Wednesday 22 October 2014

Two Avondhu projects win healthcare awards


Published 22/05/2014 | 05:26

Tony Carroll, Karen O’Shea, Yvonne Hogan (Irish Independent) and Lloyd Mudiwa (Judge) are pictured celebrating their success at the Crystal Clear MSD Health Literacy Awards for their project “MS, Motherhood & Me”.

TWO projects spearheaded by people from the Avondhu region have been recognised for their innovative approach to heath care by the judges of a prestigious national competition.

Karen O'Shea and her team from Glenville, and a team from the Mater's Physiotherapy and Occupational Therapy department, led by Fermoy woman Louise O'Regan, were among the finalists in the 2014 National Health Literacy Awards.

Karen, her partners Tony Carroll and Yvonne Horgan, were nominated in the Best Health Though Journalism category for their 'MS, Motherhood and Me' initiative.

Journalist Karen said she was approached by the Irish Independent to write an article following a talk she gave to fellow journalists on her diagnosis with multiple sclerosis her and Tony's experiences of living with the condition.

"Our piece reached out to those newly diagnosed with MS - the impact on the family and the emotional impact of the diagnosis.

"This article tells the story from our point of view. From the point of diagnosis to finally coming to terms with MS and moving on with life," said Karen.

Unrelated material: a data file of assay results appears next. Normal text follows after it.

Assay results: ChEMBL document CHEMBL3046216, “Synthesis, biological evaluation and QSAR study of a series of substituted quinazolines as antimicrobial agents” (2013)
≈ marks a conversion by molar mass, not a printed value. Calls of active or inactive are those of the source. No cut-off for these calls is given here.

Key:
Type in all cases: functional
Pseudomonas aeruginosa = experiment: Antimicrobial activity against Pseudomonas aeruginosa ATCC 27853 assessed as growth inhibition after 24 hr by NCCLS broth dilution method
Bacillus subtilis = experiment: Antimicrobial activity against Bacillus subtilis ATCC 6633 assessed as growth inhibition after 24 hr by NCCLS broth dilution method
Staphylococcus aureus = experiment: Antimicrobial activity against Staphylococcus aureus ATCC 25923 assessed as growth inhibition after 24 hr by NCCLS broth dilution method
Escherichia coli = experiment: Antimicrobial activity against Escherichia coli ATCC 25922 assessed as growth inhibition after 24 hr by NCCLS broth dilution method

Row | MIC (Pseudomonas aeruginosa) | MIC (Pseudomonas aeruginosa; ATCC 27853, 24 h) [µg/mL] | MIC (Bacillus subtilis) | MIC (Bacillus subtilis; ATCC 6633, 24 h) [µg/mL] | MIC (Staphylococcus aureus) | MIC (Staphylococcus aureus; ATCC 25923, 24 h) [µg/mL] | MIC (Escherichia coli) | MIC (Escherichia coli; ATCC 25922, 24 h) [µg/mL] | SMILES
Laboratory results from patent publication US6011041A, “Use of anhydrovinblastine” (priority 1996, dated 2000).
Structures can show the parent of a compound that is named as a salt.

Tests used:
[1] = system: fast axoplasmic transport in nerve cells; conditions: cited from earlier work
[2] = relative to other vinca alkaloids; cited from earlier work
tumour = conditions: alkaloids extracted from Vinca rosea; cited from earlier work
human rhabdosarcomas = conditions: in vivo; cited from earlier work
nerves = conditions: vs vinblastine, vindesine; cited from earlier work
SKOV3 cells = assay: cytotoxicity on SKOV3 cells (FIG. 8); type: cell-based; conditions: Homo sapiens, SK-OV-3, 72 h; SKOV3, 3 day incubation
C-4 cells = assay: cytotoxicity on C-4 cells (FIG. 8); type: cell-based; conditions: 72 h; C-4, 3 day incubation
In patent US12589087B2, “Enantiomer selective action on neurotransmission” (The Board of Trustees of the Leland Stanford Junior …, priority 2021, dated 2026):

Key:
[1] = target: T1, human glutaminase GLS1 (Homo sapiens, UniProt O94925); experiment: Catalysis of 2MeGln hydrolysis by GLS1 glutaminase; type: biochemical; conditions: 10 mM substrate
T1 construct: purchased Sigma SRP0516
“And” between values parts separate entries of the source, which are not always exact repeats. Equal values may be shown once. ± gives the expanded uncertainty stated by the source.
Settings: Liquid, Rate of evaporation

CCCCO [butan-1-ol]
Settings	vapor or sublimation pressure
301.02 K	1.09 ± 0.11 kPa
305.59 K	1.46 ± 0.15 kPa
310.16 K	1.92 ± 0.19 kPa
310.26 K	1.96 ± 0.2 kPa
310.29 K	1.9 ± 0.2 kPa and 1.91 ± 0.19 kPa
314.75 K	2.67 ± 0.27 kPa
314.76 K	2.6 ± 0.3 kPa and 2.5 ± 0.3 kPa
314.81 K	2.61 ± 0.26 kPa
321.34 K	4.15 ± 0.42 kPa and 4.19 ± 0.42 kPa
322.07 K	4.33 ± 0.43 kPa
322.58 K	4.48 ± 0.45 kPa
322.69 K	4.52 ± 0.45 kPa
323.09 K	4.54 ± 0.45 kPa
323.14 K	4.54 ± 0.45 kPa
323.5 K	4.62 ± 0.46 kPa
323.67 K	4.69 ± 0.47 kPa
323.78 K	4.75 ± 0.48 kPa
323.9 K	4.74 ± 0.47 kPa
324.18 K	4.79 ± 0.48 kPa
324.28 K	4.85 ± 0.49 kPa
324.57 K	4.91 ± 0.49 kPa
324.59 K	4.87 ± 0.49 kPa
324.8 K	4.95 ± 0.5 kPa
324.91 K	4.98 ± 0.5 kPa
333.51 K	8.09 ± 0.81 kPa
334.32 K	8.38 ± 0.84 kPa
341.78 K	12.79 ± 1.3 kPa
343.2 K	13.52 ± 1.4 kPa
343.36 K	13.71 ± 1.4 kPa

"It is an honour to be recognised for our work. Being a finalist means we will be able to raise further awareness of the project," she added.

Louise and her team were shortlisted in the Best Project in a Hospital category for their patient information booklet 'Reducing Your Risk of Falls.'

In 2013 the Care of the Older Person team at the Mater indentified an opportunity to develop an educational leaflet about preventing falls for patients.

From this Louise, an occupational therapist and her colleagues, physiotherapists Emma Carroll and Jennifer Gilchrist, developed 'Reducing Your Risk of Falls' booklet. It was subsequently awarded the National Adult Literacy plain English mark and is used by the Care of the Older Person team as an educational resource for patients and their families.

Both projects among the 27 finalists in this year competition, which attracted 131 entries from individuals and groups working across the Irish healthcare sector.

The chair of the competitions judging panel, Dr Laura Sahm, said the two Cork projects epitomised the high standard of the shortlisted initiatives.

"The judges were impressed by the novel approach all of the shortlisted projects took to incorporate health literacy into their daily work," said Dr Sahm.

"Even the smallest changes can make the biggest difference and we hope this good work will continue to develop across the healthcare sector," she added.


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